how to grow electric daisies

Buzz Button Growing Guide

If you’re looking for a fun novelty plant that will totally freak out your kids and dinner guests, then buzz buttons are the plant for you. This harmless flower lights up your mouth with an electric, numbing jolt unlike anything you’ve ever felt before. Buzz buttons also work wonders as an all-natural mouth pain remedy.

Buzz buttons aren’t something that you’ll find at the grocery store, so you’ll have to grow your own. Good thing they’re a low-maintenance plant that’s perfect for beginner gardeners! Follow this guide and you’ll be harvesting buzz buttons in no time.

What are Buzz Buttons?

Buzz buttons are in the Asteraceae family. This makes them a cousin to the aster, daisy, and sunflower. Other names for the buzz button are the toothache plant, Spilanthes, tingflower, paracress, the electric daisy, and Szechuan buttons. Buzz buttons are an edible ornamental and an important medicinal flower for many cultures around the world.

There are 2 main species of buzz buttons: the BullseyeToothache Plant (Acmella oleracea) and the Yellow Toothache Plant (Acmella alba).

how to grow buzz buttons
Yellow buzz button. Photo credit: Forest and Kim Starr

Buzz button leaves and flower buds are edible. The leaves are a popular ingredient in parts of Brazil, where they’re eaten raw in salads or cooked as greens. The most interesting part of the buzz button, though, is its flower.

When eaten, the buzz button flower makes you salivate like crazy. It then creates a cooling sensation in your mouth and throat, which turns into a buzzing feeling on your tongue. The buzzing also feels numbing, which is why people also use it as a remedy for toothaches.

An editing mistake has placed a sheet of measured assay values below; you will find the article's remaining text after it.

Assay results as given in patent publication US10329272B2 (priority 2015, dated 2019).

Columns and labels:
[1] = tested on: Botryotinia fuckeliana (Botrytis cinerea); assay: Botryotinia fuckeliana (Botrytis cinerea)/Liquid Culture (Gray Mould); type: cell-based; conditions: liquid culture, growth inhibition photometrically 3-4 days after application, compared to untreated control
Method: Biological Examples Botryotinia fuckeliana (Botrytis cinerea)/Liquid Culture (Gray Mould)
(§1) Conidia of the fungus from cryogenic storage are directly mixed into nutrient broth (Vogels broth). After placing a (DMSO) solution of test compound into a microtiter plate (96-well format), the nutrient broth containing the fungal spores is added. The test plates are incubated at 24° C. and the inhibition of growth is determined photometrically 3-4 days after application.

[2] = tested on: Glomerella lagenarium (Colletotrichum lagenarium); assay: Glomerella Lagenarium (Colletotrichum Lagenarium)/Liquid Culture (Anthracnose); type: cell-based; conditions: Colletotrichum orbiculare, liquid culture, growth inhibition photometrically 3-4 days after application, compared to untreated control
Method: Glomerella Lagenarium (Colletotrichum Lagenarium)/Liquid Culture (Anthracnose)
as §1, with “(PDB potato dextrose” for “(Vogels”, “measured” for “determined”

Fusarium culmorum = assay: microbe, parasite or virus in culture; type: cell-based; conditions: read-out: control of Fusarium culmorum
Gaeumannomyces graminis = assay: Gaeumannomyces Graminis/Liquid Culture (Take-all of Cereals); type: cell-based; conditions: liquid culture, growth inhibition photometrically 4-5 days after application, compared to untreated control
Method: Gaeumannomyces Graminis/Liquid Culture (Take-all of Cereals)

As their name implies, buzz buttons are eaten for their buzz rather than their taste. To be honest, they don’t taste great, but the feeling you get from eating them is very unique. Buzz button greens have a slight kick to them, but they’re not as strong as the flower. The flower itself tastes grassy and a bit sour.

Are Buzz Buttons Safe?

Buzz buttons contain a compound called spilanthol. Spilanthol is an analgesic, which is why buzz buttons make your mouth feel numb. Spilanthol extract (called jambu) is made from the buzz button and is used in South America as natural medicine. It’s also known to have microbial and anti-malarial properties.

FEMA has declared that spilanthol is a Generally Recognized as Safe (GRAS) flavoring agent. The WHO agrees that buzz buttons are safe.

Do note that large amounts of spilanthol can have an effect on how your body processes alcohol. Some people are also sensitive to flowers in the Asteraceae family (people who are allergic to sunflower seeds, for example). If you have any questions or concerns, ask your doctor. For most people, though, eating a sensible amount of buzz buttons is completely harmless.

How to Plant Buzz Button Seeds

buzz button plant
Photo credit: Hardworking Hippy
Buzz button seeds are small and finicky to handle but have a high germination rate. If you can, it’s best to direct sow them outside after all threat of frost has passed.

How to Direct Sow Buzz Button Seeds:

  • Sprinkle the seeds onto the soil, keeping seeds 10 to 12 inches apart.
  • Don’t bury the seeds since they need light to germinate. Instead, pat them down gently to stop them from blowing away in the wind.
  • Water the seeds in.
  • Keep the soil moist but not soggy.

How to Start Buzz Button Seeds Indoors:

If you’re a gardener in a cold climate, starting your seeds indoors is a good choice.

  • 6 weeks before the last frost, fill a starter tray with potting mix.